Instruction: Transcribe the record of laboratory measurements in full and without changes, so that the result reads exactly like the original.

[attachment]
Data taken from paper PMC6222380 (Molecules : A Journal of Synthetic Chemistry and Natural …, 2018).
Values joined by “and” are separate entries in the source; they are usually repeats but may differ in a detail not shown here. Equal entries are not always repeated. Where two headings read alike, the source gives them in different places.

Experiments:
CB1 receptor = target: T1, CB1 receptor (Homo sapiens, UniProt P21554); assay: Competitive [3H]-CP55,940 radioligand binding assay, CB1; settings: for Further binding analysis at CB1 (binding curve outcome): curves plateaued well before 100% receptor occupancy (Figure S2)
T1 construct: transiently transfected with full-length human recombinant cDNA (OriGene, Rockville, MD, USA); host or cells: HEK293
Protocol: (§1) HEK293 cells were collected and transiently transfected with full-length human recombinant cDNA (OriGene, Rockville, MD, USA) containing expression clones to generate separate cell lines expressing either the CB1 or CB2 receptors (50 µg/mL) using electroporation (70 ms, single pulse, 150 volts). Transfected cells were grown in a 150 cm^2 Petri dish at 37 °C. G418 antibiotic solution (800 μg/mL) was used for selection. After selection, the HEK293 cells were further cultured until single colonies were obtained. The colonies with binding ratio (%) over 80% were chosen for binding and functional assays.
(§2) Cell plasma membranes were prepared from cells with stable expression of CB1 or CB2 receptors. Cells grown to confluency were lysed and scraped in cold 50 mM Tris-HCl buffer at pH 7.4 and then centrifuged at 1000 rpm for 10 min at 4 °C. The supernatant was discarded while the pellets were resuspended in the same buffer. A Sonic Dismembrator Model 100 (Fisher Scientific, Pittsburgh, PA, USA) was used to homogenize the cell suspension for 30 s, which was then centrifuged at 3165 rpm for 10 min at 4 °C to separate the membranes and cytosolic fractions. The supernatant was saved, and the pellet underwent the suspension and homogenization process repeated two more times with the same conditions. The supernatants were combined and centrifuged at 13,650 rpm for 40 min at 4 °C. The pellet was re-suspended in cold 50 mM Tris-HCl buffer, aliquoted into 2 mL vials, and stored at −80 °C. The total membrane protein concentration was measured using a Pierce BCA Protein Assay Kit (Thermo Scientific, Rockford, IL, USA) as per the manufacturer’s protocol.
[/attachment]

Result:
Data taken from paper PMC6222380 (Molecules : A Journal of Synthetic Chemistry and Natural …, 2018).
Values joined by “and” are separate entries in the source; they are usually repeats but may differ in a detail not shown here. Equal entries are not always repeated. Where two headings read alike, the source gives them in different places.

Experiments:
CB1 receptor = target: T1, CB1 receptor (Homo sapiens, UniProt P21554); assay: Competitive [3H]-CP55,940 radioligand binding assay, CB1; settings: for Further binding analysis at CB1 (binding curve outcome): curves plateaued well before 100% receptor occupancy (Figure S2)
T1 construct: transiently transfected with full-length human recombinant cDNA (OriGene, Rockville, MD, USA); host or cells: HEK293
Protocol: (§1) HEK293 cells were collected and transiently transfected with full-length human recombinant cDNA (OriGene, Rockville, MD, USA) containing expression clones to generate separate cell lines expressing either the CB1 or CB2 receptors (50 µg/mL) using electroporation (70 ms, single pulse, 150 volts). Transfected cells were grown in a 150 cm^2 Petri dish at 37 °C. G418 antibiotic solution (800 μg/mL) was used for selection. After selection, the HEK293 cells were further cultured until single colonies were obtained. The colonies with binding ratio (%) over 80% were chosen for binding and functional assays.
(§2) Cell plasma membranes were prepared from cells with stable expression of CB1 or CB2 receptors. Cells grown to confluency were lysed and scraped in cold 50 mM Tris-HCl buffer at pH 7.4 and then centrifuged at 1000 rpm for 10 min at 4 °C. The supernatant was discarded while the pellets were resuspended in the same buffer. A Sonic Dismembrator Model 100 (Fisher Scientific, Pittsburgh, PA, USA) was used to homogenize the cell suspension for 30 s, which was then centrifuged at 3165 rpm for 10 min at 4 °C to separate the membranes and cytosolic fractions. The supernatant was saved, and the pellet underwent the suspension and homogenization process repeated two more times with the same conditions. The supernatants were combined and centrifuged at 13,650 rpm for 40 min at 4 °C. The pellet was re-suspended in cold 50 mM Tris-HCl buffer, aliquoted into 2 mL vials, and stored at −80 °C. The total membrane protein concentration was measured using a Pierce BCA Protein Assay Kit (Thermo Scientific, Rockford, IL, USA) as per the manufacturer’s protocol.